“As iron sharpens iron, so one person sharpens another”- NIV Proverbs 27:17. Many of you have read or heard this Proverb in scriptural context, but never in the employment context. When iron blades are rubbed together, each becomes sharper and thus more effective. Likewise, when managers and front-line staff are involved in one another’s professional development, mutual growth occurs.
For this to work, both manager and employee must have achieved an acceptable level of emotional intelligence. Daniel Goleman defines emotional intelligence as the “capacity for recognizing our own feelings and those of others, for motivating ourselves, and for managing emotions well in ourselves and in our relationships.” If every manager achieved emotional intelligence, the retention rate would never be included in KPIs (key performance indicators). Emotional intelligence is important, so much so, that researchers and business experts agree that people with high emotional intelligence are consistently top performers in their organizations. Successful people know how to sense, understand, and use emotions to improve decision making, performance, and overall quality of life. As a manager, you must understand that longevity does not equate emotional maturity. During your tenure, technology, processes, and your industry has changed. Moreover, if you haven’t been abreast to these changes, you can become easily aroused or intimidated by someone who has.
To sharpen one another, both manager and employee must identify their strengths and weaknesses; and to a degree, be transparent. When this is achieved, it becomes the foundation and road map to influence, conflict resolution, collaboration and cooperation among you and your subordinate. It’s important to understand that managers are responsible for adding value to their employees. The caveat to this, is we can only value others to the level that we value ourselves. As you began your sharpening process, your subordinates will recognize incremental changes in both your social and personal competencies. Thus, this process will increase not only performance, but productivity as well.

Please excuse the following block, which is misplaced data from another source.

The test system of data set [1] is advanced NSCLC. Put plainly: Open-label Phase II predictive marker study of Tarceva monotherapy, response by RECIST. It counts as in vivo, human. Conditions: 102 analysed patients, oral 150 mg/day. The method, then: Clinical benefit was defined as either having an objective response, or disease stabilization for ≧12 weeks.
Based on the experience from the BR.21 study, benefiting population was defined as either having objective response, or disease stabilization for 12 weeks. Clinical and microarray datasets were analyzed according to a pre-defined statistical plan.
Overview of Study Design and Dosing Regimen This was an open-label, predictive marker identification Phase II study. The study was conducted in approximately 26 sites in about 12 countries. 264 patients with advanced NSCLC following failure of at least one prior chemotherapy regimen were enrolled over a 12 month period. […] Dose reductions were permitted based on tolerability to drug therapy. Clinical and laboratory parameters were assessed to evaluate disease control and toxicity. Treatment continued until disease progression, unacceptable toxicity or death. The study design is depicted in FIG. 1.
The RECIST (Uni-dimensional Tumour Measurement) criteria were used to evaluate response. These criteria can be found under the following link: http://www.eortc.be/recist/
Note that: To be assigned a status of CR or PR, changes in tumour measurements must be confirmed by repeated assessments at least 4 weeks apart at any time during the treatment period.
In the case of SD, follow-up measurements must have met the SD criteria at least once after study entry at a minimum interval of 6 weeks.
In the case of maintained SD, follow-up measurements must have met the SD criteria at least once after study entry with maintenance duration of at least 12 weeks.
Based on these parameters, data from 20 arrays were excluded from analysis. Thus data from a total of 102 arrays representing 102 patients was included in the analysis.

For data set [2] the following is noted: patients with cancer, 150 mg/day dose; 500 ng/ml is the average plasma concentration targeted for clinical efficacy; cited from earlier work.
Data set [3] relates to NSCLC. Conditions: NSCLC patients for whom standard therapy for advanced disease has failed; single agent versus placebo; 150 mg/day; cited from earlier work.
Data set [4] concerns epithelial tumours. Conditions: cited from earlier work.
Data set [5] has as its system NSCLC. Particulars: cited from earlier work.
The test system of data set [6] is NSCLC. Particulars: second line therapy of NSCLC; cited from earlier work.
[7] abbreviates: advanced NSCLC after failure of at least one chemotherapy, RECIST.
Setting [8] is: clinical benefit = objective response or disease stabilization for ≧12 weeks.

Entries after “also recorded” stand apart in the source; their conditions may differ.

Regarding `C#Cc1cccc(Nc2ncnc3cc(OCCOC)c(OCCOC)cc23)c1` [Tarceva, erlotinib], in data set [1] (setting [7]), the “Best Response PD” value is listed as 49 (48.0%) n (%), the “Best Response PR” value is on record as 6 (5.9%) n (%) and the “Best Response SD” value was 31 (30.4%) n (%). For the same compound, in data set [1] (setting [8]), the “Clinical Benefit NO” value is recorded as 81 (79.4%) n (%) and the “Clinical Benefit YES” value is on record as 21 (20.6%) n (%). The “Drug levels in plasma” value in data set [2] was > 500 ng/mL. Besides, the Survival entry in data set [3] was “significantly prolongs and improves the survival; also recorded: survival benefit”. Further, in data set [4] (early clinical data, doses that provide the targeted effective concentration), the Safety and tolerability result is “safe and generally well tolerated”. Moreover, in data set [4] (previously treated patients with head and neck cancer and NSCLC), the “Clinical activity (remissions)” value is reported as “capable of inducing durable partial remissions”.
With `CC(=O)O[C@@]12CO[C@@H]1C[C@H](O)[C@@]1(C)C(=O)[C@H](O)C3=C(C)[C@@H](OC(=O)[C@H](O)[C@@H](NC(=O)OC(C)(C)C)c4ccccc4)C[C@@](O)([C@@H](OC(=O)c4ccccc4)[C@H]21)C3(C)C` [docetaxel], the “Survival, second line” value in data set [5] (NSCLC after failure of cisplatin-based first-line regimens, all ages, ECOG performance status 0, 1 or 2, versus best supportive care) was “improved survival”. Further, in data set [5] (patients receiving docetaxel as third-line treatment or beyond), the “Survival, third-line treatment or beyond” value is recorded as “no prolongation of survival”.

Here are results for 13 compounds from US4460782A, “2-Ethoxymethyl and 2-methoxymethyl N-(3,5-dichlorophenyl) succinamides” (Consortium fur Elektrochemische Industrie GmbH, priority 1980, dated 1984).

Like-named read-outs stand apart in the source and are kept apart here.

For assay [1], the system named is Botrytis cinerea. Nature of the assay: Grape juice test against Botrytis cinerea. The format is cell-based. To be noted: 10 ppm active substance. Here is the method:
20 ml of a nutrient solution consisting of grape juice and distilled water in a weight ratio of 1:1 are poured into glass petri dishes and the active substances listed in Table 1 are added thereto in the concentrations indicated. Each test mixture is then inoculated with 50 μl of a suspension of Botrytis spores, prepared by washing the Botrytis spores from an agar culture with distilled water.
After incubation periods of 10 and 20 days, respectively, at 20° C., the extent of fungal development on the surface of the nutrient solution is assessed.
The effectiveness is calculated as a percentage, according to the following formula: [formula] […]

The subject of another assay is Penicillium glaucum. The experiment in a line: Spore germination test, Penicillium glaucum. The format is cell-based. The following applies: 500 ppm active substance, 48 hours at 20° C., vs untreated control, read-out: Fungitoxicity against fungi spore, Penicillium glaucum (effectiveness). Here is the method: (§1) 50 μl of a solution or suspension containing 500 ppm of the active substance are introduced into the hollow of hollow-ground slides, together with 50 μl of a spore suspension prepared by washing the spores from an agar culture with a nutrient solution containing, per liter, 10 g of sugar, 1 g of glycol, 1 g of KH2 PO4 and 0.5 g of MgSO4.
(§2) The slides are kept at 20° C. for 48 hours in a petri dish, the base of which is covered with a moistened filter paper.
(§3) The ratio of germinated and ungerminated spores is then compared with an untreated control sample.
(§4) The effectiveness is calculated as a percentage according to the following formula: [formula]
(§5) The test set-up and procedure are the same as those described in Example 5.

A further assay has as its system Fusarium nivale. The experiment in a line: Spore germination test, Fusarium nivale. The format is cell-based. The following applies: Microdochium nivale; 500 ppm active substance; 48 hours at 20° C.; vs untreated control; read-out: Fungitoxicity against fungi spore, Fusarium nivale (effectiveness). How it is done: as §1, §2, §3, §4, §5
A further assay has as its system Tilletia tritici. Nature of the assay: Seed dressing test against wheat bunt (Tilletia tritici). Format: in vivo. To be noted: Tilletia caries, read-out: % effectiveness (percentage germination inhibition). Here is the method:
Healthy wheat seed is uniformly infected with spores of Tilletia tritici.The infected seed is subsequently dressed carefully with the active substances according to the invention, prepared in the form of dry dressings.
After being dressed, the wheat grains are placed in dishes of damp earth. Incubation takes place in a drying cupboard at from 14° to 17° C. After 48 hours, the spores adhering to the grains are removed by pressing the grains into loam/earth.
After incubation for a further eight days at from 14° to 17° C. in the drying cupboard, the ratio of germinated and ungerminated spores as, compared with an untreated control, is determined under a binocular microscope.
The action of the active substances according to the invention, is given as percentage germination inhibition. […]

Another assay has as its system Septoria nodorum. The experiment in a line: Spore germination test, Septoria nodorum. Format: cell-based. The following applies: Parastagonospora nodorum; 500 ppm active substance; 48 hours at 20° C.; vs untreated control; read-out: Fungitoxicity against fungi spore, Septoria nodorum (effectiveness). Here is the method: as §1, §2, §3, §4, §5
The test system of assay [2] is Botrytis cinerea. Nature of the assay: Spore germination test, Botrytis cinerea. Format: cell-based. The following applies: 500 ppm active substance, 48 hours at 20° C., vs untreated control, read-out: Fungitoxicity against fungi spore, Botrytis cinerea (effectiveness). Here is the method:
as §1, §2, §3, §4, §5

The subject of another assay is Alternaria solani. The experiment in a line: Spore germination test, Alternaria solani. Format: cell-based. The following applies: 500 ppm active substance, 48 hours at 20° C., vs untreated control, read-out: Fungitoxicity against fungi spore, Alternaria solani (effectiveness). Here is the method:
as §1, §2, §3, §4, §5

You might wondering now, how do I know if I’m being sharpened in my emotional intelligence. Some indications are that you….
- Guard against emotional responses.
- Manage interactions with people who are not calm and reasonable.
- Show self-confidence.
- Handle difficult people and tense situations with diplomacy and tact.
- Understand others’ needs and perspectives.
- Think clearly and act rationally under pressure.
- Foster your subordinates’ creativity.
- Ask the right questions.
As an emotional intelligent manager, your ego or intellectual capacity will not suffer because a more skilled, versed, educated or technologically advance worker has entered your territory. Now be prepared, a subordinate will challenge your modus operandi, but now instead of a problem, you view this as an iron-smith opportunity and embrace it! When you do, you are displaying Self-control, Adaptability and Emotional Awareness as a manager.